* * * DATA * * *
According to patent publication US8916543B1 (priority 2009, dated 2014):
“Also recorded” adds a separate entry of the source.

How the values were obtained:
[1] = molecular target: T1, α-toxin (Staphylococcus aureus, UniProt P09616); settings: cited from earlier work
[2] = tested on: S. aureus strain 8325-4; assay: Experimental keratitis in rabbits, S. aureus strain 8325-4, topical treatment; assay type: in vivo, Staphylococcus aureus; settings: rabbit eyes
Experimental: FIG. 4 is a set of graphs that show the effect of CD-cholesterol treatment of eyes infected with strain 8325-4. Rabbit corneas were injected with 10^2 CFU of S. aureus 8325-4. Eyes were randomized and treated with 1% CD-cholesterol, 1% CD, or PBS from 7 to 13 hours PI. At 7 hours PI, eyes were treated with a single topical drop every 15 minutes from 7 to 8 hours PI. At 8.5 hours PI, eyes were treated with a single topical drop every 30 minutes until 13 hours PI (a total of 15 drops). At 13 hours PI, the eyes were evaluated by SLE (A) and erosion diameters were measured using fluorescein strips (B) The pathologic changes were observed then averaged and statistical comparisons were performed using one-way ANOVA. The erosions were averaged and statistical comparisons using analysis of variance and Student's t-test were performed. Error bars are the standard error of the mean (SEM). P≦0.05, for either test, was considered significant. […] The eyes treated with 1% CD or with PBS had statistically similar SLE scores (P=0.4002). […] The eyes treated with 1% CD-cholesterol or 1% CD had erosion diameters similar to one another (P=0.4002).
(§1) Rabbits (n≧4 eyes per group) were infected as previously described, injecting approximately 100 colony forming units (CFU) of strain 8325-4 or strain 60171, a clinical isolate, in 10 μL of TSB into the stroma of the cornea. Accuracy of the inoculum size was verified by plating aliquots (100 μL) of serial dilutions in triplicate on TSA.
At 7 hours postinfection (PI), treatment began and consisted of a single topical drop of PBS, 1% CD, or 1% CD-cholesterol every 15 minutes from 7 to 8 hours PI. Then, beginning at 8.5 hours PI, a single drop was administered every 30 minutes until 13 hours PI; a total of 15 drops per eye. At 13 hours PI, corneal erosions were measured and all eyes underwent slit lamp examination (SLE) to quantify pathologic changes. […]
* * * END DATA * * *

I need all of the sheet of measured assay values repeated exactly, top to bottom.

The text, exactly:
According to patent publication US8916543B1 (priority 2009, dated 2014):
“Also recorded” adds a separate entry of the source.

How the values were obtained:
[1] = molecular target: T1, α-toxin (Staphylococcus aureus, UniProt P09616); settings: cited from earlier work
[2] = tested on: S. aureus strain 8325-4; assay: Experimental keratitis in rabbits, S. aureus strain 8325-4, topical treatment; assay type: in vivo, Staphylococcus aureus; settings: rabbit eyes
Experimental: FIG. 4 is a set of graphs that show the effect of CD-cholesterol treatment of eyes infected with strain 8325-4. Rabbit corneas were injected with 10^2 CFU of S. aureus 8325-4. Eyes were randomized and treated with 1% CD-cholesterol, 1% CD, or PBS from 7 to 13 hours PI. At 7 hours PI, eyes were treated with a single topical drop every 15 minutes from 7 to 8 hours PI. At 8.5 hours PI, eyes were treated with a single topical drop every 30 minutes until 13 hours PI (a total of 15 drops). At 13 hours PI, the eyes were evaluated by SLE (A) and erosion diameters were measured using fluorescein strips (B) The pathologic changes were observed then averaged and statistical comparisons were performed using one-way ANOVA. The erosions were averaged and statistical comparisons using analysis of variance and Student's t-test were performed. Error bars are the standard error of the mean (SEM). P≦0.05, for either test, was considered significant. […] The eyes treated with 1% CD or with PBS had statistically similar SLE scores (P=0.4002). […] The eyes treated with 1% CD-cholesterol or 1% CD had erosion diameters similar to one another (P=0.4002).
(§1) Rabbits (n≧4 eyes per group) were infected as previously described, injecting approximately 100 colony forming units (CFU) of strain 8325-4 or strain 60171, a clinical isolate, in 10 μL of TSB into the stroma of the cornea. Accuracy of the inoculum size was verified by plating aliquots (100 μL) of serial dilutions in triplicate on TSA.
At 7 hours postinfection (PI), treatment began and consisted of a single topical drop of PBS, 1% CD, or 1% CD-cholesterol every 15 minutes from 7 to 8 hours PI. Then, beginning at 8.5 hours PI, a single drop was administered every 30 minutes until 13 hours PI; a total of 15 drops per eye. At 13 hours PI, corneal erosions were measured and all eyes underwent slit lamp examination (SLE) to quantify pathologic changes. […]